Water extraction has been a great means of extracting enormous profits from the from Lagos’ poorest residents. In the past it was inconceivable that anyone could appropriate water bodies for private commercial use, but today that is common practice.
Think about how ubiquitous water in plastic bottles have become. Some brands are even seen as status symbols and if tables at your event do not carry an array of those plastic bottles then it signifies that you don’t have class. Those who must count their coins before expending them are condemned to drink water sold in plastic sachets and snidely tagged pure water even when everyone suspects that the water is anything but pure. Some exploiters of our aquifer even claim they are selling nutritious water with stories of added vitamins and all that!
These water miners in our cities are sucking up our aquifers often without any controlling water management plan or policy. It is a no-man’s land out there. With the collapse of public water supply across the nation anyone that can dig a hole till water spurts is welcome to do so. But one day our wells will run dry. And what shall we do then? When water stress becomes unbearable how and whom will the PPP help?
We cannot ignore the fact that privatisation has failed repeatedly. Even those pushing for variants of privatisation, including their politician partners, know this fact. Happily those whose cups of water are being snatched are pushing back. This is seen in the growing trend around the world of citizens taking back their water and forcing an end to corporate water grab and control by getting their leaders to bring back water management under public institutions.
Examples of this growing trend in the fight for water as an uncompromising life support has been seen in Manila in Philippines, Nagpur in India and Jakarta in Indonesia. For example, a court in Jakarta recently ruled that the 18-year-old World Bank sponsored corporate water contract there violated the Indonesian constitution.
In Manila, regulators continue to push for the curbing of corporations’ insatiable to drive for outrageous profits. In Nagpur, while the water delivery system continues to consistently fail, water rates continue to skyrocket. Privatisation of water continues to fail as control by corporations lead to rate hikes, water shutoffs, worker layoffs and poor water quality. In addition, the pursuit of profit blocks off needed infrastructure expansion investments making the situation grow worse as the years roll by.
We cannot afford to see Lagos with its teeming population caught in the profit-driven PPP trap. The crucial need for accessible and safe water cannot be overemphasised. If managed with the public good rather than profit, Lagos can escape being under water stress. As the legendary reggae icon, Bob Marley, sang: in the abundance of water only the fool is thirsty.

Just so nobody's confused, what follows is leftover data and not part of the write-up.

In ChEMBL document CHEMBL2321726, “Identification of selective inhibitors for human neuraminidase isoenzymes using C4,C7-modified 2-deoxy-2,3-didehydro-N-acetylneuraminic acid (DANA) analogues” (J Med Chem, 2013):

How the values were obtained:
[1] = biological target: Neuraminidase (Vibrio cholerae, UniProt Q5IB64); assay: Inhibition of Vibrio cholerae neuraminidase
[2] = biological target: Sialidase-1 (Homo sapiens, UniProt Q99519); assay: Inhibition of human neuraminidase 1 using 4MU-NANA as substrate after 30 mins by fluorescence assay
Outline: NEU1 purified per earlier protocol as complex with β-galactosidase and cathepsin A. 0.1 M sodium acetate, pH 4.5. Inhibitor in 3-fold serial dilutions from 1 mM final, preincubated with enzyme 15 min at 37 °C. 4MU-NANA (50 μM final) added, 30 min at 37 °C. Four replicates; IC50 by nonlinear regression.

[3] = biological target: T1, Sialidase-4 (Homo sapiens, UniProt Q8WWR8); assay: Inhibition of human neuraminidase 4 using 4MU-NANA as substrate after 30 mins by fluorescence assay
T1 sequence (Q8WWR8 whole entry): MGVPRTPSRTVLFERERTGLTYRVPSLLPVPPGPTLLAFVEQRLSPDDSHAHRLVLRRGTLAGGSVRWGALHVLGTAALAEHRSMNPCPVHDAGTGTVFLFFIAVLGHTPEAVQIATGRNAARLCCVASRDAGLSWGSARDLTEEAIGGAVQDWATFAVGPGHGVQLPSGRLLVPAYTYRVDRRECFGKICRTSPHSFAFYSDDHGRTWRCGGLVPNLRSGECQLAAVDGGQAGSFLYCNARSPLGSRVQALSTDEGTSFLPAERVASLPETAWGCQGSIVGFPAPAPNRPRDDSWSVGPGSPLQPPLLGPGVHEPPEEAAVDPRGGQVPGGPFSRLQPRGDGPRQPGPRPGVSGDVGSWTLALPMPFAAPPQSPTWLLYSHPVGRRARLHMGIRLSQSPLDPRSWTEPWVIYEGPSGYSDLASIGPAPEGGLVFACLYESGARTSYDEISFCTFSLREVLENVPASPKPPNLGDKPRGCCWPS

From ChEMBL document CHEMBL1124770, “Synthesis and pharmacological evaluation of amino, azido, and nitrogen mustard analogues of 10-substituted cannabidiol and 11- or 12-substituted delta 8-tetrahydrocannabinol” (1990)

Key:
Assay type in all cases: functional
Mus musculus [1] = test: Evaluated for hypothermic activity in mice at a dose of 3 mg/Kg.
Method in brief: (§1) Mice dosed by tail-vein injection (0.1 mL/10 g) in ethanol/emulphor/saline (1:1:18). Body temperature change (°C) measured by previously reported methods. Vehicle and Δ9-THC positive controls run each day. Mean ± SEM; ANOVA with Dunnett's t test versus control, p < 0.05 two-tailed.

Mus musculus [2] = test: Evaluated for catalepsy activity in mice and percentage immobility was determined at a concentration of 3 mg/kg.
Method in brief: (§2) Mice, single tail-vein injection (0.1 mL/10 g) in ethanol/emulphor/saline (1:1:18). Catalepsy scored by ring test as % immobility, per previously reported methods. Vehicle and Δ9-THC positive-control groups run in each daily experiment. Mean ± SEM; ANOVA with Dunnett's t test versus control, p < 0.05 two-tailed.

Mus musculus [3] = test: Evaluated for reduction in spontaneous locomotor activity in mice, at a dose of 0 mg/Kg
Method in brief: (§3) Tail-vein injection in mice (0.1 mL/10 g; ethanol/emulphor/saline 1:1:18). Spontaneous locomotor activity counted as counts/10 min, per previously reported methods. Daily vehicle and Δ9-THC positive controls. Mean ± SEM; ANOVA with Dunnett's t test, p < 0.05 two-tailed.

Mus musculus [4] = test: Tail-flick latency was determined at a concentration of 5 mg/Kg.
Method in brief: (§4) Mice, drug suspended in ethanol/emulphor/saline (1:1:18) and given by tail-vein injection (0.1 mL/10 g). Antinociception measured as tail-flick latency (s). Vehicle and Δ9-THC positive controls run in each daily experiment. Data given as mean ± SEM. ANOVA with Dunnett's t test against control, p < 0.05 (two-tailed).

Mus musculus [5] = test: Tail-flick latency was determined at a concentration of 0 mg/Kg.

Lagosians are wise folks and the push for PPP is aimed at making them otherwise. They look up to the new administration to courageously take sides with them and make the massive investments needed to pull most of the people out of incredibly insanitary living conditions.
The people of Lagos, and indeed the entire Nigerian nation, deserve an environment in which water is clearly seen as a human right and where pollutions are curbed in order to allow Nature to maintain her cycles and thereby support the life of humans and other species. To deny any people the right to water is to deny them the right to life.
During a recent field trip to Kpeme community in Togo, this writer witnessed a most ghastly disregard of water as a public good that must be protected. A phosphate factory located in the community pumps toxic effluent directly into the Atlantic Ocean turning the water greenish-yellow rather than the usual blue. Fisher folks complain that up to 1.5 kilometres into the sea is polluted by this toxic discharge.
And the spread along the coast goes as far as to the neighbouring Benin Republic and perhaps to Lagos, Nigeria. When a factory manager was asked what they were doing to curb the disaster, the response was a flippant you must break an egg to make an omelette. We understand this omelette to mean financial profit. This omelette discounts the health impacts on the people and on aquatic lives. This omelette sees the ocean as a waste dump and disregards the fact that it is a commons for all of humanity and the planet. It ignores the fact that the Ocean is both a source of life and a veritable support of livelihoods.
Lagos has an inescapable duty to show the nation and indeed the African continent that it is possible to build a public water supply system that prioritises the needs of the people and not the profits of corporations. Enthroning a multi-decade PPP may promise enhanced government revenue but it negates the tenets of a democracy that hears and heeds the demands of the people and operates in their best interests. Water is not a mere commodity to be grabbed, bottled or piped for profit. It is a prime gift of nature and true re-source democracy demands a spirit of stewardship that has no room for private enclosure of this public good.
• Bassey is an environmental rights activist